I wrote a program in C#.Net that leveraged a few technologies. �First up, I had four Wiimotes connected up to my laptop via Bluetooth. �You can use the Wiimote library to tap into them.

Here's how the game worked:
  1. An idle screen played at first. �It played some music from the Incredibles soundtrack (not a spy movie, but the music is very spy-ish) along with morse code and Russian transmissions.
  2. When the kids are ready to start, each would fire their guns while looking at a webcam. �The webcam would then capture their picture for display during the game with their scores.
  3. When all kids have registered their guns and had their pictures taken, a grid of targets would appear.
  4. The kids would have 90 seconds to shoot the targets. �Each target shot gets one point for the kid. �
  5. Also during the game, one of 14 different spy themes would play.
  6. At the end of the game, the scores would be displayed, along with the kids' pictures.

Step 14: Spy School: Bomb Diggity

Bomb Diggity was a low-tech, but fun game for the kids.  The idea is that future spies need to be able to find bombs that are hidden amongst other objects.  Here's what you need:
  • A box
  • Enough black cloth to completely cover the box
  • Lots of shredded paper
  • 10 or so various circular objects:
    • Fruit
    • Veggies
    • Balls
    • Coconuts
Prep Steps:
  1. Fill the box with the objects and shredded paper
  2. Leaving top of the box open, wrap the cloth over the top and sides.  
  3. Use tape to secure the cloth at the bottom.
  4. Cut a slit (about 6") in the part of fabric that covers the open end.
  5. On a piece of paper, write down the objects that are in the box.
To run the game:
  1. In a bad Russian accent, tell the kid that they have to find a bomb in 10 seconds.
  2. Tell them that the bomb is shaped like one of the objects on your list.
  3. If they get it right, give them some Halloween candy.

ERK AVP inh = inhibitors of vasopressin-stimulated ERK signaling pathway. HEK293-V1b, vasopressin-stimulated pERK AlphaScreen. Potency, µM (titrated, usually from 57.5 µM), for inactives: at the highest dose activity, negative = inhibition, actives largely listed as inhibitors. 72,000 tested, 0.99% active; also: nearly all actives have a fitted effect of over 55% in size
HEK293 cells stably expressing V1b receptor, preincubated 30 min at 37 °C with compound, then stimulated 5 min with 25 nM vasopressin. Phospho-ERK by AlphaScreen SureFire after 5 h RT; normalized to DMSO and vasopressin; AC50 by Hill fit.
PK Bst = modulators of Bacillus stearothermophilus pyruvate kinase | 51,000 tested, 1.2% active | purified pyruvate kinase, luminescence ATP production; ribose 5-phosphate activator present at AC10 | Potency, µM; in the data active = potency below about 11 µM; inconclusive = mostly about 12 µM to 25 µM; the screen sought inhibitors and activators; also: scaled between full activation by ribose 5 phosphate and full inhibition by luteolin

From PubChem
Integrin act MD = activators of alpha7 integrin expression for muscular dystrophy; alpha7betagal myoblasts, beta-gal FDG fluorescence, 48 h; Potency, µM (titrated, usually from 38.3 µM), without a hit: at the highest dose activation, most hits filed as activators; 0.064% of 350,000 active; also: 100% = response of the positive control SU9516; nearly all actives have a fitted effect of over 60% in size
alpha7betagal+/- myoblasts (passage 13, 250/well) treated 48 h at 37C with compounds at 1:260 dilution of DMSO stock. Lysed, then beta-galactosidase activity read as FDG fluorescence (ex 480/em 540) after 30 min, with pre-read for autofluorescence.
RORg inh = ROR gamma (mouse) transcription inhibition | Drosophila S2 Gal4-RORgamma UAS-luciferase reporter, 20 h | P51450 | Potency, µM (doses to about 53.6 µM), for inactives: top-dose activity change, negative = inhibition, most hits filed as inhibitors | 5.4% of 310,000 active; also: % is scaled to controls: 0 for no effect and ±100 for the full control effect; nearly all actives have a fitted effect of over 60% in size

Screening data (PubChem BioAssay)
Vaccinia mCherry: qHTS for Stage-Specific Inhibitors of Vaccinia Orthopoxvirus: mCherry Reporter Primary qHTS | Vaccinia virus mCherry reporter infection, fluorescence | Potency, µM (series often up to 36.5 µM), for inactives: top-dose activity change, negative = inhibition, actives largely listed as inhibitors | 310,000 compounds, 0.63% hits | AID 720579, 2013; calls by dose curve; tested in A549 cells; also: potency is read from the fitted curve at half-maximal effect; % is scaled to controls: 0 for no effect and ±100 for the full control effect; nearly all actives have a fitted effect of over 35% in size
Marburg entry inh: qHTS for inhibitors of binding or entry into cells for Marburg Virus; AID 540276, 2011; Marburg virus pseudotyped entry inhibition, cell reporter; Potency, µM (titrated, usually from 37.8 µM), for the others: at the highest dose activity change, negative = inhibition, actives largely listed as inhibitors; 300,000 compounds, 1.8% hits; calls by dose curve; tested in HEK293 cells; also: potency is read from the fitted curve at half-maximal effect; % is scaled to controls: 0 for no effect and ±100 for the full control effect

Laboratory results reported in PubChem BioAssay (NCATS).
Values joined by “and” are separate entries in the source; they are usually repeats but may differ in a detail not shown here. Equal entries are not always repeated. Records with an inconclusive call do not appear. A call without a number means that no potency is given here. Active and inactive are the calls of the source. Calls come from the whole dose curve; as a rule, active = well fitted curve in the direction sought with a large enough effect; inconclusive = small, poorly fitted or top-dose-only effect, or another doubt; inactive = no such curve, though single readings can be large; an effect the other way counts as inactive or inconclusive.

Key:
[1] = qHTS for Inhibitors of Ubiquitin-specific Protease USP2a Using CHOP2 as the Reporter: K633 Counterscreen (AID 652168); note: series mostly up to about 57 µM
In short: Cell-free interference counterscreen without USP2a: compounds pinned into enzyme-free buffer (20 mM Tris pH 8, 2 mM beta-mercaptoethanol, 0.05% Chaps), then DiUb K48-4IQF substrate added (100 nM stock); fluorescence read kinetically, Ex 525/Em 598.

Step 15: Spy School: Test Your Powers of Observation

Here's another easy but fun game.  The kids are tested to see how well they pay attention.  Here's what you need to prepare:
  • A tray
  • 20 or so various objects that will fit on the tray.  If they are spy-related, even better.  For example:
    • Old cell phone
    • Cork
    • Pen
    • Gloves
    • Toy gun
  • Black cloth
  • Dowling
Prep work:
  1. Cut out enough black cloth to cover the tray, leaving a little extra.
  2. Sew or tape the one end of the cloth over the dowling.
  3. Arrange your objects over the tray.
Game play:
  1. In a bad Russian accent, ask a trick-or-treater to study the objects on the tray.
  2. Cover the tray with the cloth and remove an object.
  3. Remove the cloth
  4. Ask the kid to identify the missing object.
  5. If they get it right, give them some Halloween goodies.

Step 16: Misc: Costumes

Spies have been ingrained in popular culture for quite some time now, so it is pretty easy to come up with costume ideas.  Here are the directions we gave our helpers::
  • Dark clothing (sunglasses and Bluetooth-type ear pieces would be a bonus)
  • 1920's type spy gear (overcoats, fedoras)
  • Austin Powers inspired clothing
  • James Bond villain-inspired gear
  • Bond girl type outfits
My wife and I went to our local costume shop, which is run by the Lansing Civic Players.  The manager there outfitted me in a 60s style tux with white jacket, similar to the scene in Dr. No where we see Bond for the first time (I also could pass for a lounge lizard singer, but hey it still works).  

My wife was dressed up as a Russian double-agent Bond girl in 60's attire.  Oh la la!

My son wanted to go as a gangster to his school parties and trick-or-treating.  A 20's gangster doesn't look too far off from some spy type characters in B&W movies, especially at dark.

Halloween Contest

Second Prize in the
Halloween Contest